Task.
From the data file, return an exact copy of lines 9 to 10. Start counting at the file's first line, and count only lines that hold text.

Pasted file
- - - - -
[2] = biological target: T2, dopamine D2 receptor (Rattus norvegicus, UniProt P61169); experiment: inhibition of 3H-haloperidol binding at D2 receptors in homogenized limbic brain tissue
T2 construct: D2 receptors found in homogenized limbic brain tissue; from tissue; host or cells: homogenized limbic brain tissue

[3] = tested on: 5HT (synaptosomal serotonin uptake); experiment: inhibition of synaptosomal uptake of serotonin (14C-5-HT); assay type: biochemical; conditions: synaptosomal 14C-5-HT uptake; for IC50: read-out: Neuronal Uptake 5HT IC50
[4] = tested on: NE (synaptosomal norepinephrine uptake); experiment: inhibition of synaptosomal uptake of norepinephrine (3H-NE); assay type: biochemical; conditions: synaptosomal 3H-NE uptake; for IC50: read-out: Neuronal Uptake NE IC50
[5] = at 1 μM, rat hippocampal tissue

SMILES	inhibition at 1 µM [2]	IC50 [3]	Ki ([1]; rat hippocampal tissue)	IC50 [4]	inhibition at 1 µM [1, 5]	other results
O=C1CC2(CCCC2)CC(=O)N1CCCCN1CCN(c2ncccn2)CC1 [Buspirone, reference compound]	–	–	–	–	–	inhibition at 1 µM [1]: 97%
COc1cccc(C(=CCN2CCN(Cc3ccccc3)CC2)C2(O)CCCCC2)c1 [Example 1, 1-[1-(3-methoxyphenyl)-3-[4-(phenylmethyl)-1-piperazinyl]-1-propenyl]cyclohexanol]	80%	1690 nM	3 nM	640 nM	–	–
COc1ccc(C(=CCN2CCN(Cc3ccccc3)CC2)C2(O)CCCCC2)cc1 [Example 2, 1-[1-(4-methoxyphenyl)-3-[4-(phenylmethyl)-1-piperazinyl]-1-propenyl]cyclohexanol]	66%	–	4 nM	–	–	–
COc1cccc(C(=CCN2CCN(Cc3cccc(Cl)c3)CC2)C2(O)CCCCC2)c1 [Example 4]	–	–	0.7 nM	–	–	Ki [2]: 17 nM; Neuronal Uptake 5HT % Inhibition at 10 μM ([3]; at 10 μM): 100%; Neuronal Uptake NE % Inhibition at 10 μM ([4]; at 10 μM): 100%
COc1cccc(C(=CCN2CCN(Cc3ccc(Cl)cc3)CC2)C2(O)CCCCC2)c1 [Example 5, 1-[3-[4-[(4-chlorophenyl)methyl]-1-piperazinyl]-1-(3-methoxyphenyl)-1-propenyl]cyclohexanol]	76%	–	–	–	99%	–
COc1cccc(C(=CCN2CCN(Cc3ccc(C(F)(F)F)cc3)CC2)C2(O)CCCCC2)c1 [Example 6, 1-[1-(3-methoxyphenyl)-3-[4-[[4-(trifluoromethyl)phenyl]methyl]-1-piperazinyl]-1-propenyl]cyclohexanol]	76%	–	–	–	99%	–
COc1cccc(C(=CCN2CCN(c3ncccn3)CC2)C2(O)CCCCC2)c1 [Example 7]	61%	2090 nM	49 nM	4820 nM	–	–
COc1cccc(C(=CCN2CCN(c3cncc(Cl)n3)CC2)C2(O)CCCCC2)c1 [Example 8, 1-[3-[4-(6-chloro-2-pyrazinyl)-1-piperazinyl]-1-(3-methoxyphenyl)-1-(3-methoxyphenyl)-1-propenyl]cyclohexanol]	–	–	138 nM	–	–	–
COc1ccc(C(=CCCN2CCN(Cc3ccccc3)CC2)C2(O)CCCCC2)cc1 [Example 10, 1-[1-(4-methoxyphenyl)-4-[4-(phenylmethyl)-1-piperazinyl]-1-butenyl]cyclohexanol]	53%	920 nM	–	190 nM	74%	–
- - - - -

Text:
COc1ccc(C(=CCN2CCN(Cc3ccccc3)CC2)C2(O)CCCCC2)cc1 [Example 2, 1-[1-(4-methoxyphenyl)-3-[4-(phenylmethyl)-1-piperazinyl]-1-propenyl]cyclohexanol]	66%	–	4 nM	–	–	–
COc1cccc(C(=CCN2CCN(Cc3cccc(Cl)c3)CC2)C2(O)CCCCC2)c1 [Example 4]	–	–	0.7 nM	–	–	Ki [2]: 17 nM; Neuronal Uptake 5HT % Inhibition at 10 μM ([3]; at 10 μM): 100%; Neuronal Uptake NE % Inhibition at 10 μM ([4]; at 10 μM): 100%